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The Art of Selling Art

By: Catherine Burrows - Updated: 18 Dec 2012 | comments*Discuss
The Art Of Selling Art

If you own a gallery or a collection of art, one of the many hats you may need to wear is your sales hat!

Sales is an art in its own right but selling art is a specific discipline with different techniques, rules and guidelines.

Make sure that you acquaint yourself with these principles. Failure to do so could be a costly mistake with a catastrophic loss of sales income.

Getting the Atmosphere Right

Effective art sales begin with proper presentation. If you are displaying the art in a gallery or studio, some very simple principles apply. Bear in mind the old rule that 'less is more'.
  • Keep the background decor simple, clean and neutral. If not, it will ‘fight’ with the art for attention and detract from its impact. Your watchwords are ‘tastefully spartan’ and ‘background’.
  • Get the lighting just right. This will illuminate and complement the art. Make sure it’s simple and subtle.
  • Keep the sales environment professional. Make sure it remains uncluttered and immaculately clean.
  • Look at the ways you organise and display the art. Examine whether it would be best to have groups or keep the artwork separate.

Sales Psychology

Selling art is a very subtle discipline. Never use the same sales techniques that you would use to sell cars. In the world of art, there should be no such thing as a hard sell. This will instantly put your customer off and send them running.

Effective art sales depend much more on the psychology of the environment. Get your atmosphere right and make sure you provide plenty of information. This includes brochures and business cards. Art sales are rarely immediate or impulsive. Often buyers will view a work of art, fall in love, leave the environment to consider the purchase and then return to complete the transaction.

Another important piece of information which must be displayed is the price of each item. If a prospective buyer has to ask, they assume it’s beyond their budget. Fear of embarrassment often prevents them from getting this far and the sale is lost.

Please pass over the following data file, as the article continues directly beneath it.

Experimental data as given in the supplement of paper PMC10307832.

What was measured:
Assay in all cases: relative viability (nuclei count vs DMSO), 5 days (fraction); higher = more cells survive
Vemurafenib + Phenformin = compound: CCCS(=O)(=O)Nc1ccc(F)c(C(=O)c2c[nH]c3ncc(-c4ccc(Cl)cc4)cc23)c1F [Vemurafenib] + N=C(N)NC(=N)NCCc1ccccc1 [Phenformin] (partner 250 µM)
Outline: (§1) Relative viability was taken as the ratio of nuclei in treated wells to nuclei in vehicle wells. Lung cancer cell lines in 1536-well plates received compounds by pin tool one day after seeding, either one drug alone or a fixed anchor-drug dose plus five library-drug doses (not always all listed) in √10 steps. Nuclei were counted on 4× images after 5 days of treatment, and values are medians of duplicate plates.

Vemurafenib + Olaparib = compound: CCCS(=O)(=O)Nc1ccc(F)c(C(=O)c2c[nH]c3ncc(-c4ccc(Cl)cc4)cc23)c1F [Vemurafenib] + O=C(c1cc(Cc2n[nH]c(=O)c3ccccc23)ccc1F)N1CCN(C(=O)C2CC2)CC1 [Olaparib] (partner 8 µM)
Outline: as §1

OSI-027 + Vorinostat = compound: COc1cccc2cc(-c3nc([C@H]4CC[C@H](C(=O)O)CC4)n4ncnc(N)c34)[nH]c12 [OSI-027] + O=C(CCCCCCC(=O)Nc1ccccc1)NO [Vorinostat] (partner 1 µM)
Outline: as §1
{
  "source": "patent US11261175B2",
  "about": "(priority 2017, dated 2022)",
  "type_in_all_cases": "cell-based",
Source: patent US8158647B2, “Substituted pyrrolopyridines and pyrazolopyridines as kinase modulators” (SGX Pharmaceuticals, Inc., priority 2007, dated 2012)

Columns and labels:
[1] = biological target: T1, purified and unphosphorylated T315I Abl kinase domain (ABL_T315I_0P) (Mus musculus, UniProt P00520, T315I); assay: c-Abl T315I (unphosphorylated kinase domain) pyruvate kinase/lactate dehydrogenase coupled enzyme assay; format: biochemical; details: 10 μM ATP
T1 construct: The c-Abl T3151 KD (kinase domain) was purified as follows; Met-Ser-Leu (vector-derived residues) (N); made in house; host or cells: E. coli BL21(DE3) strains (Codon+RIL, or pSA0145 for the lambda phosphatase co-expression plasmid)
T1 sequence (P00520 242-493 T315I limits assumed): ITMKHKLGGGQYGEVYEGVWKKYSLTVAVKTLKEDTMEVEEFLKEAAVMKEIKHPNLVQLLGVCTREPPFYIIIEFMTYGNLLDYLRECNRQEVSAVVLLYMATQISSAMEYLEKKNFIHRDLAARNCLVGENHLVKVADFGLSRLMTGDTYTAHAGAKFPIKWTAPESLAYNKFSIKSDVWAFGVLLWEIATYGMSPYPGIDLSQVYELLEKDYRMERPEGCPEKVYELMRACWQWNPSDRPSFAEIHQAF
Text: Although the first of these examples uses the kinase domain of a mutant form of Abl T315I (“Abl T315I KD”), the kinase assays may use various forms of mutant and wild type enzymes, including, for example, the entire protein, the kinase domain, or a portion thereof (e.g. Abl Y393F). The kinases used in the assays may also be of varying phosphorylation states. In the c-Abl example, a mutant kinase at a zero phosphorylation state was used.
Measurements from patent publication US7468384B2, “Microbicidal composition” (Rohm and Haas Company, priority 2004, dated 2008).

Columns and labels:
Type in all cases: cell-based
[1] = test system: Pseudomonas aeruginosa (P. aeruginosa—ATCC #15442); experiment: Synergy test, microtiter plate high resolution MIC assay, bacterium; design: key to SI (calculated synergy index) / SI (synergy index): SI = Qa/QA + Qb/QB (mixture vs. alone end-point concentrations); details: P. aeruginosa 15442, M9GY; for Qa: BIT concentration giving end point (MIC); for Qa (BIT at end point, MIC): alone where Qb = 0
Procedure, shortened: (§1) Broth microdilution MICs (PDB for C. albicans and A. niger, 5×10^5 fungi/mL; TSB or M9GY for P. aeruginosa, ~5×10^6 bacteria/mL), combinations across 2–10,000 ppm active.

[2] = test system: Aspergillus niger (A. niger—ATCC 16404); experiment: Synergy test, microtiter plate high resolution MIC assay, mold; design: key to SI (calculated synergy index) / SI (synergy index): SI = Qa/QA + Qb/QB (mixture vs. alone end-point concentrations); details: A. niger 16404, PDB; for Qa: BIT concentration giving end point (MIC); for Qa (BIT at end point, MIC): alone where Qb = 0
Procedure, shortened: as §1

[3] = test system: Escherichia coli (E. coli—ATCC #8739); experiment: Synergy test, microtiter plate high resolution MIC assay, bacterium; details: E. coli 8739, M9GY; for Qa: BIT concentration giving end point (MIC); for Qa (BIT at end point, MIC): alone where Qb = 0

Buying Signals

Rather than approaching a customer in the gallery too quickly, quietly and subtly observe their behaviour. If they stop in front of a work of art and make initial enquiries, these are almost certainly positive buying signals.

At this point, the skilled art salesperson treads very carefully indeed. Explain the history of the painting and point out its merits and strengths. Help the viewer to imagine where they would hang the painting and what it would feel like to own it. A sale is about painting ‘what if?’ pictures in the visitor’s imagination which prompts them to make a commitment to buy.

Make your conversation with the prospective buyer personal; relate the art to their tastes, aspirations and lifestyle. Asking open questions (i.e. those which exclude yes or no answers) sets up a good relationship and dialogue.

Don’t use complicated technical terms. Always assume your buyer doesn’t know a thing about art. If they are experts, they will correct you. If you assume they are experts, though, it’s very hard and embarrassing for people to reveal their lack of knowledge.Finally, don’t ever judge your visitors by appearance. Billionaires wear jeans too!

Think about your sales techniques. Start with the sales environment and then look to yourself. Subtlety is everything in this game of art sales.

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Very crisp and clear. Thank you for all the guidance, which will now help me hold an exhibition of my own paintings very confidently. Warm regards
Anga - 11-May-11 @ 3:13 PM
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